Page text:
We’re upstairs in my bedroom. When I opened the door, Georgia scanned my room like one of those sonar devices they use in oceans or in medicine on people’s bodies, and the way she stared at my bookshelf, my flowery bedspread, then my rugs—silk and wool, blue and red—made me think she was looking at my skin.

Georgia pulls her shirt over her head like it is made of water and moves towards my closet. She wants to find an outfit for tonight. I turn away from her and sit on my bed, my socked feet floating above the rug.

“Are you pissed?” she asks from inside the closet.

“No,” I say.

“Defne,” Georgia says seriously, emerging from the closet with her bra off. “You’re acting all pissy. Like your sister. Not like yourself.”

Georgia’s room at home in Santa Barbara is modern, white, with high ceilings and large plants. Maybe she has a rug made of structured bamboo or plush white polyester. I’ve never been there, but the way she describes it makes me picture her lounging in bed surrounded by fashion magazines and colorful string bikinis.

“I’m really fine,” I say. My smallest rug is by the window. A prayer rug, but Georgia knows I only pray on airplanes and when the subway stops underground. No one in my family has prayed on a mat in decades.

She disappears into my closet again and begins to hum. My house didn’t change when I went to college like Georgia’s did. She said her parents gave her room to their new children, children, she’s said, who are nothing like her. My parents would never do that to me. If Georgia feels up to her neck in rug she doesn’t show it, but it’s difficult for me to see my house the way I usually do.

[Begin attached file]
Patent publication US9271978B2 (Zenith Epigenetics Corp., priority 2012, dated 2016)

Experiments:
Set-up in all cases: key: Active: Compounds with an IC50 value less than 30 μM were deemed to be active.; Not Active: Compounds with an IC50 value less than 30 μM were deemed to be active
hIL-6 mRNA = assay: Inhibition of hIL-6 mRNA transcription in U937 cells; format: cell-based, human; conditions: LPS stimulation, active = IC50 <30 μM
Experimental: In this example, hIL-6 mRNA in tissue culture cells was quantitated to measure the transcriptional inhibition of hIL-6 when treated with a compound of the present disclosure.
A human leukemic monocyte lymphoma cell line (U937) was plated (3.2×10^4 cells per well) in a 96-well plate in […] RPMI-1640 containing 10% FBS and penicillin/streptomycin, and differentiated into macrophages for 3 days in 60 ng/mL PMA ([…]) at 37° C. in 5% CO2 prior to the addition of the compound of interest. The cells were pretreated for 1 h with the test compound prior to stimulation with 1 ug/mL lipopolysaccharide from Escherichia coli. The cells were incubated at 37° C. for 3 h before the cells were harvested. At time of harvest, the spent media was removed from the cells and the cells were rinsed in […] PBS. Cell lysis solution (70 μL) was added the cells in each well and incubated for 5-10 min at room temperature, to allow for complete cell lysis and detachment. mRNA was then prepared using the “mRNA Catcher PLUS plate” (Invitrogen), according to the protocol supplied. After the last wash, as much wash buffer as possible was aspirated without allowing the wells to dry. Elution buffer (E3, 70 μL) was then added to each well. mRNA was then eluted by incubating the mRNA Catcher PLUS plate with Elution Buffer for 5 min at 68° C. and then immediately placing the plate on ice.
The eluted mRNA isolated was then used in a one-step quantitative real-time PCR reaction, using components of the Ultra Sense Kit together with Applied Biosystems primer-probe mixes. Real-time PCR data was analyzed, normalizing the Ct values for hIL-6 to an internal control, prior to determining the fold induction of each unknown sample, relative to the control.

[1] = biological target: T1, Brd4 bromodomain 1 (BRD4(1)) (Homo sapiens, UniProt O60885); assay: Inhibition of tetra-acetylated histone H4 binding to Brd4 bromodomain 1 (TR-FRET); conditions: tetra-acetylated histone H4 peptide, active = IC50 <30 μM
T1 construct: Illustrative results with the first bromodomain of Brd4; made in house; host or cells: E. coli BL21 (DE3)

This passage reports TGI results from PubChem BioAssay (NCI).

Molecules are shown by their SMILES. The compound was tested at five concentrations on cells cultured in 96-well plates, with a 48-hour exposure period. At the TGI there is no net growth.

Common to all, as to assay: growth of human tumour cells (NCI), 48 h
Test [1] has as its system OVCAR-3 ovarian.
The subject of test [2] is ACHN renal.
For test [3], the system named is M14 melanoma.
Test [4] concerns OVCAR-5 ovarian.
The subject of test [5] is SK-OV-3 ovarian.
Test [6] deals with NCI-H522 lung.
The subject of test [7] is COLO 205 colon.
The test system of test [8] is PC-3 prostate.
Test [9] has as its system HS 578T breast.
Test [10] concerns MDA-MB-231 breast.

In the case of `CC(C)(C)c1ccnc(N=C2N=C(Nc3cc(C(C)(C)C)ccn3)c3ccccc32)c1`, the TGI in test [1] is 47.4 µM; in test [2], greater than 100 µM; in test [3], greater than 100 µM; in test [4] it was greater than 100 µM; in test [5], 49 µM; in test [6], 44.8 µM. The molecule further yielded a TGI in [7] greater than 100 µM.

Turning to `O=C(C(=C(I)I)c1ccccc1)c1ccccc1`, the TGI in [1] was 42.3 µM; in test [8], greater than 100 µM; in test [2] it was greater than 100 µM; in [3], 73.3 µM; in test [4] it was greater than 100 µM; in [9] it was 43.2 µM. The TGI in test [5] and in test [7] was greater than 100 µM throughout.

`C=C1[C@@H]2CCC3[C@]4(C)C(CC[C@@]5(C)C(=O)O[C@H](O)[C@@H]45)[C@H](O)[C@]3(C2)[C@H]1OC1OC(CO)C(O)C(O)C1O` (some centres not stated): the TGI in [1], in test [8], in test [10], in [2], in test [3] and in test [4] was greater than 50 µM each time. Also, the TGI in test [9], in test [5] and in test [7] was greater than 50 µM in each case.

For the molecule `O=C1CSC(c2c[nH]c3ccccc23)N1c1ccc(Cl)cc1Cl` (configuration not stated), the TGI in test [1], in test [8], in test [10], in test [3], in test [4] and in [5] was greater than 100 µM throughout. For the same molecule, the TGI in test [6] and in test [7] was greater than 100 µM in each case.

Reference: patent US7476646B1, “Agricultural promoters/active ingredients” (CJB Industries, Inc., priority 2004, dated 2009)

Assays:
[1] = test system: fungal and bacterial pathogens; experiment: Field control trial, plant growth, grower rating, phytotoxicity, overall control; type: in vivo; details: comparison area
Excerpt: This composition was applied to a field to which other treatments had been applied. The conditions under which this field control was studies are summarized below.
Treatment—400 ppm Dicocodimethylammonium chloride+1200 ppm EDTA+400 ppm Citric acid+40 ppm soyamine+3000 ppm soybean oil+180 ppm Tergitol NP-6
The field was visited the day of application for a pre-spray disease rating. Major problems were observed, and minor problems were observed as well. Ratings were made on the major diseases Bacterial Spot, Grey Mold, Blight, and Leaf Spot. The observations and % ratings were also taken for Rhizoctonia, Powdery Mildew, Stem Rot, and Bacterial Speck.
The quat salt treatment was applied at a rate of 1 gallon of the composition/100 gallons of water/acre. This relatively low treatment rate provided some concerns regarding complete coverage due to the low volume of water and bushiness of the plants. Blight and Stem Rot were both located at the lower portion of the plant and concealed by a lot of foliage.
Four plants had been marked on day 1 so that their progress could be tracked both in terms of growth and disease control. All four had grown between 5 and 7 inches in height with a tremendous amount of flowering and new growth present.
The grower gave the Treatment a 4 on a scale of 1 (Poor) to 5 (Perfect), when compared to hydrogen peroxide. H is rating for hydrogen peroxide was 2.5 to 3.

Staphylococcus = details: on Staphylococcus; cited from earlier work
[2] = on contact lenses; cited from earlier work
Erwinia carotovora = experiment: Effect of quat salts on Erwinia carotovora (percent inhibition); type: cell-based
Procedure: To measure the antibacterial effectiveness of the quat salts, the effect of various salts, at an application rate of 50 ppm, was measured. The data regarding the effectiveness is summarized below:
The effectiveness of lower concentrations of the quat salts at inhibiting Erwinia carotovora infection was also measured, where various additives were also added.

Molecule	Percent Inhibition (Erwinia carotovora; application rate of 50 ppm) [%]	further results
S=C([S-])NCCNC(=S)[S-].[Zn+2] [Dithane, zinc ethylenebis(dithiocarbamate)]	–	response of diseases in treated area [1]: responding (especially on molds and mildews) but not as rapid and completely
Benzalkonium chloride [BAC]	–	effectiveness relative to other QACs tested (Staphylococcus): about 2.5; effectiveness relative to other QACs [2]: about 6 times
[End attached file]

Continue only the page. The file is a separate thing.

I’m seeing my house for the first time.

“What’s myself like anyway,” I say. Georgia has thrown my shirts on the floor and now guides her arms into bra straps. She puts on my lace black bra, the one I save to wear.

“I don’t know,” she says, “like me.” Georgia steps across my room to my bed. She holds my pot of eyeshadow. She dips two fingers into the pot and pats them, one after another and alternating, onto my closed lid.

“No,” I say. I grab her wrist. “I want a cat eye.”

“Okay,” she says, and she presses a sharpened black pen to the corner of my eye.

Georgia and me, we don’t hang out much during the day—only at night. I’m always busy during the day, because I will become a doctor and she won’t become anything. Just Georgia.


Georgia is still trying on my tank tops when I hear the door open downstairs. I want to talk to my parents, to remind them that Georgia is staying with us this weekend. It’s not that they would have forgotten; it’s more that I’m nervous, or anxious, that she is here to begin with. She’s confusing me about myself. And my parents are always very eager to meet my friends, especially because they worry I don’t have any. My mother is reserved but friendly and will slide her glasses up her nose in a manner she thinks is subtle so she can see in detail how clear my rare friend’s skin might be. She also thinks noses play a big part in determining character and will make sure to sit to the side of this rare friend to get a thorough inspection on profile. My father is just himself and will walk around the kitchen in his boxers playing his mandolin.

Tonight, my mom is flipping through furniture catalogs, and my dad is brewing a special hot butter for lamb. He loves making lamb. There’s always a pot full of raw lamb on the bone and slabs of yellow butter on the stove. Zeynep hasn’t left yet. She’s sitting at our kitchen table painting her nails a dark blue. She’s studying, too, flipping through her textbook using only the meat of her fingertips.